A recent UN Human Rights Council report has exposed the US, UK, and France’s role in the destruction of Yemen, prompting conversations about the accountability of those responsible for the carnage.
Renowned activist, press freedom advocate, and Nobel Laureate Tawakul Karman once told the Yemen Times that “a day will come when all human rights violators pay for what they did to Yemen.” This statement was made years before the US, UK, and France enabled a Saudi-led coalition to ravage Yemen’s entire civilian population through a host of criminal actions.
Thanks to a UN report released on Tuesday this week, we may be closer to seeing some accountability for the criminal actions of all human rights violators who have used the people of Yemen in a cruel, geopolitical chess game to further their own agenda. But will Western governments be held accountable, or is this yet another case of wishful thinking?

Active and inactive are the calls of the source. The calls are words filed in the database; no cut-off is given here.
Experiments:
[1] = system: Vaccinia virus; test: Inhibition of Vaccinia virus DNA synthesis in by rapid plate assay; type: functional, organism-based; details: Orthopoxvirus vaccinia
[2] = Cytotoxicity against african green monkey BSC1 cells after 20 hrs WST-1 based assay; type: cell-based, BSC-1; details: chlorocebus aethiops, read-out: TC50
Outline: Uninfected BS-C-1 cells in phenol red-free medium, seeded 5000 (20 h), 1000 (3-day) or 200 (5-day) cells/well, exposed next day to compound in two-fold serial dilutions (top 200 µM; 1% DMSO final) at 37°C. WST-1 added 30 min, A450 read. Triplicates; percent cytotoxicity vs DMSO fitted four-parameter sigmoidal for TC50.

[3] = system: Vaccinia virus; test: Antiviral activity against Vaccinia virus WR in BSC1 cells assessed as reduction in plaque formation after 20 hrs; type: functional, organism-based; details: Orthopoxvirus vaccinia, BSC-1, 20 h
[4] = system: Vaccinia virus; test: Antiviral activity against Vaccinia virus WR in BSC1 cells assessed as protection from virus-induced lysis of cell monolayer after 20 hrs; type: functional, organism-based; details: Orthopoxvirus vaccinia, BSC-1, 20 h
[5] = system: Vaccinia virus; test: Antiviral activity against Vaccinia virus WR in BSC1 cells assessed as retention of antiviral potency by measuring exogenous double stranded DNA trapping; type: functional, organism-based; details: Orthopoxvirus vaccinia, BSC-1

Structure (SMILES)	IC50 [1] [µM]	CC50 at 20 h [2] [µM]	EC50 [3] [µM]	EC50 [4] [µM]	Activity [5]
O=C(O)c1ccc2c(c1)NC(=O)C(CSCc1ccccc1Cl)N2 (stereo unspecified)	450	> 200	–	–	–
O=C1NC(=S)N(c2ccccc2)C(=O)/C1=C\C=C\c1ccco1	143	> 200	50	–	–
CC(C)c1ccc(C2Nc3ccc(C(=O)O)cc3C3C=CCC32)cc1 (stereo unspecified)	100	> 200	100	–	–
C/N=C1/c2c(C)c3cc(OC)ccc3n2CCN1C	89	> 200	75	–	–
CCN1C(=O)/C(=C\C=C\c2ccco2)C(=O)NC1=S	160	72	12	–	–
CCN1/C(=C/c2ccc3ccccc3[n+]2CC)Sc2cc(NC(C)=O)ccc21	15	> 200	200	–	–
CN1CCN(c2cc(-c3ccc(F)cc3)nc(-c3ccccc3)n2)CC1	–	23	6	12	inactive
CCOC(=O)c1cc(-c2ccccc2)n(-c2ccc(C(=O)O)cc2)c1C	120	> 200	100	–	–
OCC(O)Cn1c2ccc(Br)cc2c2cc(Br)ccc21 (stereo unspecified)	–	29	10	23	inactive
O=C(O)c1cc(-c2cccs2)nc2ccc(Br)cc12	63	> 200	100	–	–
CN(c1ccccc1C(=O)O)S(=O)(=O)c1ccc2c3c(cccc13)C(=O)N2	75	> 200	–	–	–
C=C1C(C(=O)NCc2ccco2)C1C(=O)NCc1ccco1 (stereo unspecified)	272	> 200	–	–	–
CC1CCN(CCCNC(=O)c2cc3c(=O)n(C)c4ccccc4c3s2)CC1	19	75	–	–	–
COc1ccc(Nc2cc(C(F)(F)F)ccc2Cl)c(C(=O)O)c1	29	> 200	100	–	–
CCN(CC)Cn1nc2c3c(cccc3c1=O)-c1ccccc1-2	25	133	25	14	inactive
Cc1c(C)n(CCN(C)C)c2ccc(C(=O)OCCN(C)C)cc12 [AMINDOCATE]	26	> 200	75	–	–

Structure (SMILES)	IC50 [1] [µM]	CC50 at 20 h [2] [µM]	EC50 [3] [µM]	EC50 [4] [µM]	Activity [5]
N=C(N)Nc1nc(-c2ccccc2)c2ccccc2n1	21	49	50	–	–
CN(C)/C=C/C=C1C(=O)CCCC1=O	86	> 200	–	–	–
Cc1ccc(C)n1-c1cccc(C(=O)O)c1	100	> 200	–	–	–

For those who have followed and documented the Yemen conflict closely, the UN report doesn’t exactly tell us anything we didn’t know or suspect already. The document says that the US, UK, and France, as well as the obvious culprits in the Saudi-led coalition, have some degree of complicity in a range of potential war crimes over the past five years, including airstrikes, indiscriminate shelling, snipers, landmines, arbitrary killings and detention, torture, sexual and gender-based violence, and starvation as a method of warfare.
It is interesting to note that the UN experts identified individuals who may be responsible for international crimes and has passed those names on to the UN High Commissioner. Where locating names were not possible, the experts made notes of the groups responsible instead.